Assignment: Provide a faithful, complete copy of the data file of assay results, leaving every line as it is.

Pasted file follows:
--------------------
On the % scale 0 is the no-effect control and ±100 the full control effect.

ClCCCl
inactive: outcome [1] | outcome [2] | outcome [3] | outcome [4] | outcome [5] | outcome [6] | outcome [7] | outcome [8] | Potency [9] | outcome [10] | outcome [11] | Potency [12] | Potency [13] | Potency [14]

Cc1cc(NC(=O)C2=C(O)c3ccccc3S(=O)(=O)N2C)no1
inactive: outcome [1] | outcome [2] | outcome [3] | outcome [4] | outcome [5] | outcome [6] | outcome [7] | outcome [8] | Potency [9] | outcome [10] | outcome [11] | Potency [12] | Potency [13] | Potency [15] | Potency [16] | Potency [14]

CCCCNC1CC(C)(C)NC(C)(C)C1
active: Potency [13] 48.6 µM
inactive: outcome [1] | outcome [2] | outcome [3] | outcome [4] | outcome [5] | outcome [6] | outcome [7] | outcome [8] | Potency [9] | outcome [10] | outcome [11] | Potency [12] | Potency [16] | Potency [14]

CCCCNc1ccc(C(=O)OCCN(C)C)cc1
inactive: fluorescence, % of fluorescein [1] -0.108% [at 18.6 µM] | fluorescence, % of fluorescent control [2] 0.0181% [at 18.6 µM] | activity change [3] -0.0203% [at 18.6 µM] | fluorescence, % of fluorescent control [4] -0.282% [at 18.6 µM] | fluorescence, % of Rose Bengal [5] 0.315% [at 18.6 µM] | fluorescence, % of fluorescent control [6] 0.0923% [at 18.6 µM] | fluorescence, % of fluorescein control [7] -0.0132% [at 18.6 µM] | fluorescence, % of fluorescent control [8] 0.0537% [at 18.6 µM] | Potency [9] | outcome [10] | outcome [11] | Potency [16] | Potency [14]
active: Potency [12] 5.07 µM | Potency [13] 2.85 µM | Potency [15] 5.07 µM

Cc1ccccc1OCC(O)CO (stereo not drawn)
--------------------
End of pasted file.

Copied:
On the % scale 0 is the no-effect control and ±100 the full control effect.

ClCCCl
inactive: outcome [1] | outcome [2] | outcome [3] | outcome [4] | outcome [5] | outcome [6] | outcome [7] | outcome [8] | Potency [9] | outcome [10] | outcome [11] | Potency [12] | Potency [13] | Potency [14]

Cc1cc(NC(=O)C2=C(O)c3ccccc3S(=O)(=O)N2C)no1
inactive: outcome [1] | outcome [2] | outcome [3] | outcome [4] | outcome [5] | outcome [6] | outcome [7] | outcome [8] | Potency [9] | outcome [10] | outcome [11] | Potency [12] | Potency [13] | Potency [15] | Potency [16] | Potency [14]

CCCCNC1CC(C)(C)NC(C)(C)C1
active: Potency [13] 48.6 µM
inactive: outcome [1] | outcome [2] | outcome [3] | outcome [4] | outcome [5] | outcome [6] | outcome [7] | outcome [8] | Potency [9] | outcome [10] | outcome [11] | Potency [12] | Potency [16] | Potency [14]

CCCCNc1ccc(C(=O)OCCN(C)C)cc1
inactive: fluorescence, % of fluorescein [1] -0.108% [at 18.6 µM] | fluorescence, % of fluorescent control [2] 0.0181% [at 18.6 µM] | activity change [3] -0.0203% [at 18.6 µM] | fluorescence, % of fluorescent control [4] -0.282% [at 18.6 µM] | fluorescence, % of Rose Bengal [5] 0.315% [at 18.6 µM] | fluorescence, % of fluorescent control [6] 0.0923% [at 18.6 µM] | fluorescence, % of fluorescein control [7] -0.0132% [at 18.6 µM] | fluorescence, % of fluorescent control [8] 0.0537% [at 18.6 µM] | Potency [9] | outcome [10] | outcome [11] | Potency [16] | Potency [14]
active: Potency [12] 5.07 µM | Potency [13] 2.85 µM | Potency [15] 5.07 µM

Cc1ccccc1OCC(O)CO (stereo not drawn)